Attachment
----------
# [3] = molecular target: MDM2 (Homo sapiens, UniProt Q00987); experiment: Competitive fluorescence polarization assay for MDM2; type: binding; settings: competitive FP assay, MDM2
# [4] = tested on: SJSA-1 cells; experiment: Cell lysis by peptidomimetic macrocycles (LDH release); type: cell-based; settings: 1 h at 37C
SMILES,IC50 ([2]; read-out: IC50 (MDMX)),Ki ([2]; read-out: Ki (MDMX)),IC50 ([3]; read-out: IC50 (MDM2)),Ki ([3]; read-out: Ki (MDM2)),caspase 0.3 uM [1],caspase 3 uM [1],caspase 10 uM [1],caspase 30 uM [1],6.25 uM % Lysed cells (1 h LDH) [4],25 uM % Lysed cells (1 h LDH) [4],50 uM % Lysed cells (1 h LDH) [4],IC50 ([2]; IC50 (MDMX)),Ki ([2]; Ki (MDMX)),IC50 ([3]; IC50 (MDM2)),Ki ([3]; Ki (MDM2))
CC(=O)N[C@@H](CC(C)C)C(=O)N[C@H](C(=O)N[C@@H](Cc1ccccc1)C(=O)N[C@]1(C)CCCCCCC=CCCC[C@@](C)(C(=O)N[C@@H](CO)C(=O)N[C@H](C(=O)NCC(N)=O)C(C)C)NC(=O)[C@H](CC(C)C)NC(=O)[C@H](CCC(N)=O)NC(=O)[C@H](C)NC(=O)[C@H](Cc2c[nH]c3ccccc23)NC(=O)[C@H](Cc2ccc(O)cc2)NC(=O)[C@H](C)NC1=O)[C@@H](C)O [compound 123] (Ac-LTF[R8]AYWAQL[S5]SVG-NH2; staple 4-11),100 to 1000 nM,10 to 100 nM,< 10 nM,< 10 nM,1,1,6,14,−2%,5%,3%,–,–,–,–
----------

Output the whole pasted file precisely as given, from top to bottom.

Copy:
# [3] = molecular target: MDM2 (Homo sapiens, UniProt Q00987); experiment: Competitive fluorescence polarization assay for MDM2; type: binding; settings: competitive FP assay, MDM2
# [4] = tested on: SJSA-1 cells; experiment: Cell lysis by peptidomimetic macrocycles (LDH release); type: cell-based; settings: 1 h at 37C
SMILES,IC50 ([2]; read-out: IC50 (MDMX)),Ki ([2]; read-out: Ki (MDMX)),IC50 ([3]; read-out: IC50 (MDM2)),Ki ([3]; read-out: Ki (MDM2)),caspase 0.3 uM [1],caspase 3 uM [1],caspase 10 uM [1],caspase 30 uM [1],6.25 uM % Lysed cells (1 h LDH) [4],25 uM % Lysed cells (1 h LDH) [4],50 uM % Lysed cells (1 h LDH) [4],IC50 ([2]; IC50 (MDMX)),Ki ([2]; Ki (MDMX)),IC50 ([3]; IC50 (MDM2)),Ki ([3]; Ki (MDM2))
CC(=O)N[C@@H](CC(C)C)C(=O)N[C@H](C(=O)N[C@@H](Cc1ccccc1)C(=O)N[C@]1(C)CCCCCCC=CCCC[C@@](C)(C(=O)N[C@@H](CO)C(=O)N[C@H](C(=O)NCC(N)=O)C(C)C)NC(=O)[C@H](CC(C)C)NC(=O)[C@H](CCC(N)=O)NC(=O)[C@H](C)NC(=O)[C@H](Cc2c[nH]c3ccccc23)NC(=O)[C@H](Cc2ccc(O)cc2)NC(=O)[C@H](C)NC1=O)[C@@H](C)O [compound 123] (Ac-LTF[R8]AYWAQL[S5]SVG-NH2; staple 4-11),100 to 1000 nM,10 to 100 nM,< 10 nM,< 10 nM,1,1,6,14,−2%,5%,3%,–,–,–,–